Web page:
librarian and the former employee of US Embassy in Dar es Salaam, Mr Mwinyihija Mwinyihija to visit the Tanganyika Library Services (TLS) to learn more about their operations.
This week I dropped by to see for myself what has changed in terms of their services since 1992 when I last visited the facility. At that time I was tasked by my supervisor from an international organisation to go look for some business information. In those days (80's and 90's) when the internet was still a novice in the world, especially in developing countries like Tanzania, conventional libraries were used as a major source of information.
When I visited the central library recently, I established that nothing much has changed in terms of technology - the facility which is located on Bibi Titi Road is still conventional. The day at this library starts with filing and shelving of reference materials, preparing issues and serving customers who want to use the facility.
Librarians' key roles include arranging materials which consist of books, periodicals, research papers, newspapers and other publications in their respective catalogues according to subject. Frequent users of libraries include students, researchers, lawyers and journalists. However, with the ever growing access and use of the internet many people prefer to look for information from the numerous online sources.
I therefore observed during my visit that conventional libraries are still very much used by the students, who have no access to internet. But some students still see the importance of reading printed copies of book for reliable information. "It is always easy to pull down extensive information on various issues from the internet but the problem is how to verify that information," says Rajab Muhammad, who is studying at one of the Islamic seminaries in Dar es Salaam.
Another student from Muslim University of Morogoro, Shukran Khamis said that it was not easy to access electronic libraries which need subscription. If one wants a reliable information one ought to go to search engines such as Lexus Nexus which are paid for. Through free search engines one can come across a lot of unverified information which in this case makes conventional libraries much more reliable especially in third world.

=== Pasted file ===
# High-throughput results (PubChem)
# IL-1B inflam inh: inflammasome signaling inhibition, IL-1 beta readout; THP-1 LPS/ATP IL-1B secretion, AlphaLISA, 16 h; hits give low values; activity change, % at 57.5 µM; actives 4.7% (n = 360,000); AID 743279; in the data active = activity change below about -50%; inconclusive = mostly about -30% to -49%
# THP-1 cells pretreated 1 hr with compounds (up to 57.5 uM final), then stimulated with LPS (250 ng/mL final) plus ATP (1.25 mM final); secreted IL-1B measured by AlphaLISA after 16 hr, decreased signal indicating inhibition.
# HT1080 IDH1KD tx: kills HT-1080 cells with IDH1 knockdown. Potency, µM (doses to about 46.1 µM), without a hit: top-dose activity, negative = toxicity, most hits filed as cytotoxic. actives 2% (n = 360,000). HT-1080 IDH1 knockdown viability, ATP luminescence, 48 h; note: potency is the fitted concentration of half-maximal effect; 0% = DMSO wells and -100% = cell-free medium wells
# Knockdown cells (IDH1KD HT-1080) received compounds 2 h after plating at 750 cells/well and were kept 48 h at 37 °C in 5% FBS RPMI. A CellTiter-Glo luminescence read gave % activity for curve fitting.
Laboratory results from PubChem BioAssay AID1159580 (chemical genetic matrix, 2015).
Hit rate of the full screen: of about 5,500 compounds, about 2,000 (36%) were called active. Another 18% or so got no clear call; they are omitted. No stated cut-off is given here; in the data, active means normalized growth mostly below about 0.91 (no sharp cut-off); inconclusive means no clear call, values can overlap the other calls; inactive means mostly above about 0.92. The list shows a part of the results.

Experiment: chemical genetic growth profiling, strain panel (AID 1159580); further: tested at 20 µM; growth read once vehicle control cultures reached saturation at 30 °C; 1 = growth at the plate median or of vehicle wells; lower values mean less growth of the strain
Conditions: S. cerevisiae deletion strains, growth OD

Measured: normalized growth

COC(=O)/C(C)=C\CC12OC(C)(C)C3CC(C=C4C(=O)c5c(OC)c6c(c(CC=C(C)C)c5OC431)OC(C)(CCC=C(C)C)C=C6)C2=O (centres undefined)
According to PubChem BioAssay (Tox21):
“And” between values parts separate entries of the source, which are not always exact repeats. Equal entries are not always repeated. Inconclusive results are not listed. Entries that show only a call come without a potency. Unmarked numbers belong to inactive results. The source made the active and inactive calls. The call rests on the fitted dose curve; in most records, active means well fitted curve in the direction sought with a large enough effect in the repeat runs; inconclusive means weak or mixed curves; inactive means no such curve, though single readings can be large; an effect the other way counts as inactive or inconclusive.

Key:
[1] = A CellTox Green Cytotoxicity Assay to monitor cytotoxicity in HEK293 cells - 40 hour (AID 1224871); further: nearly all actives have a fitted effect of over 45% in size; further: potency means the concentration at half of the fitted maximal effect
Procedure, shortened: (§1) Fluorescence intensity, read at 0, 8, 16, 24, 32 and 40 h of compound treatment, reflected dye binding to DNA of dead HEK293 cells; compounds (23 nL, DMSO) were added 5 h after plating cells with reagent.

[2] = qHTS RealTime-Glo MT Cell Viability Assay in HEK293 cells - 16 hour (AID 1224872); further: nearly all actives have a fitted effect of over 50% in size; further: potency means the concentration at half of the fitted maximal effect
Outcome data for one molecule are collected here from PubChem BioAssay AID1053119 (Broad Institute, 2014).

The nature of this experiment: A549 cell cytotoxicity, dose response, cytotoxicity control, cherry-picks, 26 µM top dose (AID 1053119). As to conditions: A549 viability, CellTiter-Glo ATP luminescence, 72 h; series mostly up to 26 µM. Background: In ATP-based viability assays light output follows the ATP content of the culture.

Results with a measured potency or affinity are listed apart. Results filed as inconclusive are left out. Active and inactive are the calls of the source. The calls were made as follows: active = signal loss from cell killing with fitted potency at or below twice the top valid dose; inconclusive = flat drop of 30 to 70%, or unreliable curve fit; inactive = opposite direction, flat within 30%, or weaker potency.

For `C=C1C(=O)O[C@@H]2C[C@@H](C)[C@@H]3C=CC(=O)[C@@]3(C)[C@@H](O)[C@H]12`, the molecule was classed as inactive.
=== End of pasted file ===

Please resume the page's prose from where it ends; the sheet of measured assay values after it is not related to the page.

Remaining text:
When I was a student at the University of Maryland in the US, I enjoyed access to educational materials from the Lexus Nexus resources which the university was subscribed to. The same existed at the University of Maine also in the US, where I attended training on new media. But let us look at the qualities of a good librarian. It always starts with a mentor. Between the 1960's and 1980's some schools had a culture of promoting readership.
Students were required to volunteer in libraries where mentorship took place under the supervision of a librarian. Challenges always existed and Mr Mwinyihija shares some of them which include how students divided their time for library volunteering and attending normal studies. He gives his own experience that: "Sometimes you are needed at the library at a preparation time...it is like you are torn between the two worlds." Another problem facing conventional libraries is the issue of defaulters.
Librarians are still facing problems over students mischief of removing chapters from books, stealing popular books and overdue returns of literatures. If someone thinks of joining the librarian career therefore it is important to heed to Mr Mwinyihija's advice. It is important for students who are at Universities and other learning institutions to volunteer in such libraries. Modern libraries comprise both electronic and conventional books. During his career as a librarian Mr Mwinyihija worked and gain experience from different organisations.
According to him, a librarian is supposed to be on top of every literature and should take time to peruse such books to be informed and therefore be able to serve clients well. For example Mr Mwinyihija says when he was employed by the Muhimbili National Hospital (MNH), he had to do everything in terms of research for the doctors. He says at times a doctor could be busy with a patient and yet wants to research about his client's ailment.
"In such a situation I would rush to the librarian and task him to look for a jorunal or literature on that disease," he says. In this case, he says a librarian had no other option but to read read extensively. He goes on saying that if a librarian has a culture of reading it is easy for such a person to promote the culture of reading. "At TLS there is a lot of story telling programmes for kids.
We used to task them to read stories on Saturdays. We had children programmes," says Mr Mwinyihija. The former Librarian is concerned by the dwindling reading culture. He says the trend may be due to the prevailing situations where by everyone is busy trying to make ends meet. In those good old days (60's, 70's) people were not as occupied as they are today.
So it was easy for many to allocate time for reading and doing research," he said. Mr Mwinyihija says those who believe that the new media will replace the conventional one are proved wrong today. "When the new media came we were scared that books were to be replaced by electronic libraries and internet. But this is not totally true because even those who use the internet eventually go back into making reference from printed books